Wax Moth Treatment
  David A. Cushman logo  

PDB Crystals
Para Dichloro Benzene used in Wax Moth Control


It is no longer acceptable to use PDB to protect combs against wax moth. Current scientific opinion is that its use is injurious to health. PDB is both wax and water soluble then released into honey when stored in combs. In the U.K. no trace of PDB is permitted in honey.
There will be many books, leaflets, articles, etc in circulation for some years to come. Beekeepers are strongly advised to avoid the use of PDB.

This page is retained for historical purposes only. Roger Patterson.

Chemical Name... Paradichlorobenzene
Molecular Formula... C6 H4 Cl2
Molecular Weight... 147.00
Other Names... PDCB, P - Dichlorobenzene
Paradichlorobenzene Molecule

If supers must be stored in a warm room or cellar or stored during the Summer and Autumn months, they can be protected by using Paradichlorobenzene (PDB) crystals. These crystals are placed on a small piece of paper between every fourth or fifth super in a stack, which should then be sealed using parcel tape.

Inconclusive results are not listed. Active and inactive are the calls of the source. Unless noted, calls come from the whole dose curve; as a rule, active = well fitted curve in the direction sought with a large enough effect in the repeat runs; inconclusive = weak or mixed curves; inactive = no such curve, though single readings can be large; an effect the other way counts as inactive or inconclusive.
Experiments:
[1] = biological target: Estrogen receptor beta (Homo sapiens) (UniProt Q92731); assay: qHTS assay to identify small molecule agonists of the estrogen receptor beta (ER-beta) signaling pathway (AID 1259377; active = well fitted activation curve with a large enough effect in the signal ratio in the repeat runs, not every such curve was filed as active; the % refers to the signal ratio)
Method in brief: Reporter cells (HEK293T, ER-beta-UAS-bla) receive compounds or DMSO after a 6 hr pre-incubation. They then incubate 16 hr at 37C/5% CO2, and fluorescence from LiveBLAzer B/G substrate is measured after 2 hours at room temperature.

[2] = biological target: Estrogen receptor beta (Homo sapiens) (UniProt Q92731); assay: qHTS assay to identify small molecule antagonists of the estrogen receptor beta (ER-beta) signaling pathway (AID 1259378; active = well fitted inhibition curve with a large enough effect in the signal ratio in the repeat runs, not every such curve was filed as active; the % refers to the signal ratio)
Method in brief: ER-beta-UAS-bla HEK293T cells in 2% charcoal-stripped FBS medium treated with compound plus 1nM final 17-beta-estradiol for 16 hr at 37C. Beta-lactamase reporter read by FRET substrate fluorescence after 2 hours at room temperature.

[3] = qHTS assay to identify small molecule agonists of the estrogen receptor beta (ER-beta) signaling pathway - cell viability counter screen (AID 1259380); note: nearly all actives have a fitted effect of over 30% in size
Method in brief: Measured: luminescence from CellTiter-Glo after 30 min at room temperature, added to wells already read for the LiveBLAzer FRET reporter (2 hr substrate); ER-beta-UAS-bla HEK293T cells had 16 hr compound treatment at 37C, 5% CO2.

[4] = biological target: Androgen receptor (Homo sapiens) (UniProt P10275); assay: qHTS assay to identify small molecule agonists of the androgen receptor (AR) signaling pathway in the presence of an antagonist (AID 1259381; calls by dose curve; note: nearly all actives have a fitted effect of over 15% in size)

The treatment must be repeated by replenishing the crystals at regular intervals as PDB kills adults and immature wax moths, but not eggs.

The presence of crystals within the stack repels any visiting moths and inhibits egg laying, and also kills young larvae that may hatch after the combs are placed in storage.

Supers should be aired before using them on colonies. See label or package for details on using PDB.

There is a variation of this treatment whereby newspaper is spread over every super and a few crystals of PDB sprinkled on each layer. A further variation is to place the crystals in a stationary envelope and pin the open envelope inside a super using a drawing pin (thumb tack) through the flap.

Moth balls and some crystals are made from naphthalene, which is not the same as Paradichlorobenzene (PDB) crystals and is not recommended for wax moth control.